From NBC's Andy Merten and Abby Livingston
Something that's been missing from the political landscape since the writer's strike have been laughs. The candidates have tried to fill the void, not always successfully. Comedy on the campaign trail can be a double-edged sword. Sometimes a quick quip can endear a candidate to hundreds, but sometimes candidates' attempts at funny solicit more eye-rolling than knee-slapping.
Just last night, Clinton went on Letterman and said that for eight weeks, Dave's been off the air; "Oh well, all good things come to an end," she panned. Since they've hit the trail nearly a year ago, candidates' jokes have run the gamut: from the good, the bad, to the just plain ugly. On the stump, during debates, and even in paid television ads, candidates have used humor to woe early state voters -- and often faltered.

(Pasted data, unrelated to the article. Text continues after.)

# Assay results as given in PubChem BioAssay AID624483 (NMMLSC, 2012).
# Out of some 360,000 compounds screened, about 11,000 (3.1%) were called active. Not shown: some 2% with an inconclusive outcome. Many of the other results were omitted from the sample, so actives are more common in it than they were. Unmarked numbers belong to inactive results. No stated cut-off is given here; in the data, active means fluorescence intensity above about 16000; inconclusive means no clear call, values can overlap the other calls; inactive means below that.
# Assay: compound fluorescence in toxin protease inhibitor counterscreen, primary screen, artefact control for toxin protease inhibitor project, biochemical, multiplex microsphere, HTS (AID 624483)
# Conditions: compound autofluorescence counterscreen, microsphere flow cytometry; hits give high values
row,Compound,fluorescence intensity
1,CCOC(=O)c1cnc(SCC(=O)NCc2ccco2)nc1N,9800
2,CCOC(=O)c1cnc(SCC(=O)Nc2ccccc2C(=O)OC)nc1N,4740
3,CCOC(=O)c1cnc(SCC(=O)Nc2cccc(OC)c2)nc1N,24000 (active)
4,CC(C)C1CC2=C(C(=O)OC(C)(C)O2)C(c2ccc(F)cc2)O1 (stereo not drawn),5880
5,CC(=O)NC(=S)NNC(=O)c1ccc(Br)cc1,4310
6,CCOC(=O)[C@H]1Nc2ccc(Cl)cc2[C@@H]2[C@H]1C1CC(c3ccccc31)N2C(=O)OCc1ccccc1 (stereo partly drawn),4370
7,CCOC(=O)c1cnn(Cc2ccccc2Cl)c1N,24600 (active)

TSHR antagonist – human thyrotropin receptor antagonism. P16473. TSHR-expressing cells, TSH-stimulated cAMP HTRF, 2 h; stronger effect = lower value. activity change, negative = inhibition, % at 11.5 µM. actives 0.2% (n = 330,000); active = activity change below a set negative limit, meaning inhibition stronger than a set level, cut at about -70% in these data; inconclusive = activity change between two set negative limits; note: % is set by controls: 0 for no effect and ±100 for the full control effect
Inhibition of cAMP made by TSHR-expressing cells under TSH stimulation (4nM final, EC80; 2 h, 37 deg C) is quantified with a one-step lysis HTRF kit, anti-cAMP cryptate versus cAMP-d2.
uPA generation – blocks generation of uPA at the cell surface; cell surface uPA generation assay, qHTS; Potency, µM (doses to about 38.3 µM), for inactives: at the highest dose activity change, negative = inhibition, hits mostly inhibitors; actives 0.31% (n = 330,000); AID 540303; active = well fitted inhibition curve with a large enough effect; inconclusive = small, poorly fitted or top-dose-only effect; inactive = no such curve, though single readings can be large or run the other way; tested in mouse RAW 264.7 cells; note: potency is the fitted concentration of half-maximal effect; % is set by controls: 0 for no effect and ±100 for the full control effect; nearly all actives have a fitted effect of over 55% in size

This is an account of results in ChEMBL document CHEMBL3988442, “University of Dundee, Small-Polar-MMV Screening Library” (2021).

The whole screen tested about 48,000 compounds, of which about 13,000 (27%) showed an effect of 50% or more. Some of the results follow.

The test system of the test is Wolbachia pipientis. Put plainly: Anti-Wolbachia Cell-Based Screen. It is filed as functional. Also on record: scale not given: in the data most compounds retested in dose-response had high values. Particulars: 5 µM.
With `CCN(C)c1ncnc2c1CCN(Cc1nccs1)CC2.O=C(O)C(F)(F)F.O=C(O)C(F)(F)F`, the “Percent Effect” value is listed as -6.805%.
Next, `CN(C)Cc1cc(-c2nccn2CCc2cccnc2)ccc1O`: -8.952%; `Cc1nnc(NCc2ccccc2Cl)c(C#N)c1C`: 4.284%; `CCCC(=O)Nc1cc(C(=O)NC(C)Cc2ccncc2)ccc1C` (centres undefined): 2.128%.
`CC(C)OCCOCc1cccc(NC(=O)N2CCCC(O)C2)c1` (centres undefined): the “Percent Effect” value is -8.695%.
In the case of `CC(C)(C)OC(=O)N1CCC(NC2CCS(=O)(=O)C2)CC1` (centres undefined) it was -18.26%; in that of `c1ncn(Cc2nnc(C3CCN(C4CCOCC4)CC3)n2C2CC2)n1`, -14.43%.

Clinton has joked about "evil men" and knowing something about that; Romney dropped a line from his repertoire about a hotel worker seeing his wife in a towel; and Obama has also joked about his marriage and doing laundry.